Extensive new research from The Barna Group shows that nearly half of young adults worldwide who have a connection to Christianity feel that the Church can’t answer their questions.
Barna, a California-based evangelical research firm, partnered with the leading international evangelical humanitarian organisation World Vision to compile “The Connected Generation” study.
Published in a research report, the study is based on a survey of 15,369 young adults between the ages of 18 and 35 across 25 different countries and nine languages.
According to the study, one in three young adults (32 percent) said “hypocrisy of religious people” causes them to doubt things of a spiritual dimension. Almost half of the young adults who have left Christianity see the religion as “hypocritical.”
Meanwhile, 31 percent of respondents said “science” also challenges their willingness to believe. Which is one reason why we need to connect young people with Creation Ministries International (CMI) http://www.creation.com.
One-quarter (28 percent) of respondents said human suffering and conflicts around the world cause them to have doubts. Once again, having a Biblical world view is so important. Understanding that SIN introduced by man’s disobedience and lack of trust in God is the cause of all of man’s troubles.
“It’s always the question of why God allows suffering; this is the biggest objection to Christianity. And there is no easy answer to it,” Nicky Gumbel, vicar of Holy Trinity Brompton Church in London and pioneer of the Alpha Course, wrote in an essay published with the research report.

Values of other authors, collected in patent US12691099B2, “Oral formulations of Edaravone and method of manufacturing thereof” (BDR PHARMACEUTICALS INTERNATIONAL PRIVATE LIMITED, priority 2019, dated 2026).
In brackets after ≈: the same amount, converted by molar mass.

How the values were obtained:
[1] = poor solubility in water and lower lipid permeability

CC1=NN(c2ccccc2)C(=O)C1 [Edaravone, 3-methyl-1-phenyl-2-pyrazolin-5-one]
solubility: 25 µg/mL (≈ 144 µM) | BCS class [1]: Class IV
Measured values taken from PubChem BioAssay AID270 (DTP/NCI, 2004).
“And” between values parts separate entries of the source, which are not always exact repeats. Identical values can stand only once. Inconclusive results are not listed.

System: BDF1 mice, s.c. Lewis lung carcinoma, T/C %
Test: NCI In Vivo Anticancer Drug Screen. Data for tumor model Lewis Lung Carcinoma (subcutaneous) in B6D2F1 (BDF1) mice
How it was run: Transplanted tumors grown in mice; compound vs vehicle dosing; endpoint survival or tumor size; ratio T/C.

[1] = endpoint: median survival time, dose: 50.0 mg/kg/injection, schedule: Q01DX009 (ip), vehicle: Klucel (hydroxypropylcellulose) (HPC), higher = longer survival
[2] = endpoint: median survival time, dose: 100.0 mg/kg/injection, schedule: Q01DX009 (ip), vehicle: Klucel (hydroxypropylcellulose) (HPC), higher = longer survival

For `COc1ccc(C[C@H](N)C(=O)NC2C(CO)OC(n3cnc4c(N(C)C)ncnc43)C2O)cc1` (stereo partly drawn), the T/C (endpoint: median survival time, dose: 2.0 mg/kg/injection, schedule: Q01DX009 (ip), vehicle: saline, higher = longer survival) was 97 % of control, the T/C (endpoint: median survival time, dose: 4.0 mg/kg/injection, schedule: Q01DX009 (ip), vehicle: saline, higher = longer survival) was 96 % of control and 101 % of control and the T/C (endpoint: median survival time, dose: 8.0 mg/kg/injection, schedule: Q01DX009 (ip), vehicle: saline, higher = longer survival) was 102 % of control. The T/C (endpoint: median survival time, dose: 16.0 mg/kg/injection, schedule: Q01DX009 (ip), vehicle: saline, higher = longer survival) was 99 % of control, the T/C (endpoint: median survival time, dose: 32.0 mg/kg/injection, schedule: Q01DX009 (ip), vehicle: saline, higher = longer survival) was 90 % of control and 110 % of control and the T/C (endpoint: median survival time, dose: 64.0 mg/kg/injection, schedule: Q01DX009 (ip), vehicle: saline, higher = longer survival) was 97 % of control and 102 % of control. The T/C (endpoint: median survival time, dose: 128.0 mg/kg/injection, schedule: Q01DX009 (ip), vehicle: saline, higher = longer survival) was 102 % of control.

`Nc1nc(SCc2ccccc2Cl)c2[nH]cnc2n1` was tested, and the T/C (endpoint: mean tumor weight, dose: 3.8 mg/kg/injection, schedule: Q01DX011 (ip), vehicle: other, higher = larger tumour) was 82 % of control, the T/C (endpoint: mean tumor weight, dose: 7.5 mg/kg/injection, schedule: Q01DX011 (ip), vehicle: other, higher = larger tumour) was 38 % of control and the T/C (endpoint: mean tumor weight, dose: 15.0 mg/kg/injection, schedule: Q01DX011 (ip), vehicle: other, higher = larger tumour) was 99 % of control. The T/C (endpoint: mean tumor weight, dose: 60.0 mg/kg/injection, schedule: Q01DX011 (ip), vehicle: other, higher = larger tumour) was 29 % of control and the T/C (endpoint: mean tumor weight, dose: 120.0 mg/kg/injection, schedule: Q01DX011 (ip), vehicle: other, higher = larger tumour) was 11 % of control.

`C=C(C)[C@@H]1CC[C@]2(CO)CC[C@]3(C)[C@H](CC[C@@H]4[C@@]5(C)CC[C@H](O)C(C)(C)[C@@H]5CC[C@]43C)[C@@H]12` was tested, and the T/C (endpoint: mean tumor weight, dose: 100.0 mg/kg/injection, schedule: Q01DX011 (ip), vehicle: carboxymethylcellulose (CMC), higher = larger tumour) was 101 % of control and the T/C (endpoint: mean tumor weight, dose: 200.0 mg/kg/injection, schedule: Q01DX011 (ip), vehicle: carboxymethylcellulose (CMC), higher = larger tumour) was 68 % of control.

I would agree with Nicky that there is no easy answer, but the only answer that makes sense of the world’s condition is JESUS and what He has provided for us, both salvation and the provision of the Holy Spirit to be our counsellor, comforter and teacher.
The survey found that only 13 percent of respondents globally who grew up with a Christian background can be labelled “resilient disciples” today.
A “resilient disciple” is someone who attends church regularly, engages with the faith community beyond just attending worship services, trusts firmly in the authority of the Bible, is committed to Jesus personally, and expresses a desire for their faith to impact their actions.
Thirty-eight percent of respondents who grew up with a Christian background were defined by Barna as “habitual churchgoers” who do not fit the definition of “resilient disciple.” Among respondents with a Christian background who live in countries with a “secular climate,” the survey found that only 5 percent can be defined as “resilient disciples.”
Eighty percent of young people who left Christianity said they believe that present-day Christianity is “anti-homosexual,” while 81 percent say present-day Christianity is judgemental.
Seventy-four percent of those who are no longer Christian said present-day Christianity is “out of touch with reality.” Only 60 percent of respondents who are no longer Christian said present-day Christianity “consistently shows love for people.”
Strangely, more than half (57 percent) of respondents to the survey, however, said they feel as though religion is good for people and society.
“Ultimately, the only answer to it is in Jesus, who suffered for us and suffers with us. So that is the answer, but it’s much harder to get to. We’ve got to answer their questions, but more importantly, they want to know what we’re doing about [these issues]. If the Church is doing nothing and is not engaged in social action against homelessness, poverty, racial injustice, climate change or any of these issues, young people are not going to be very interested:, says David Kinneman, President of Barna Research.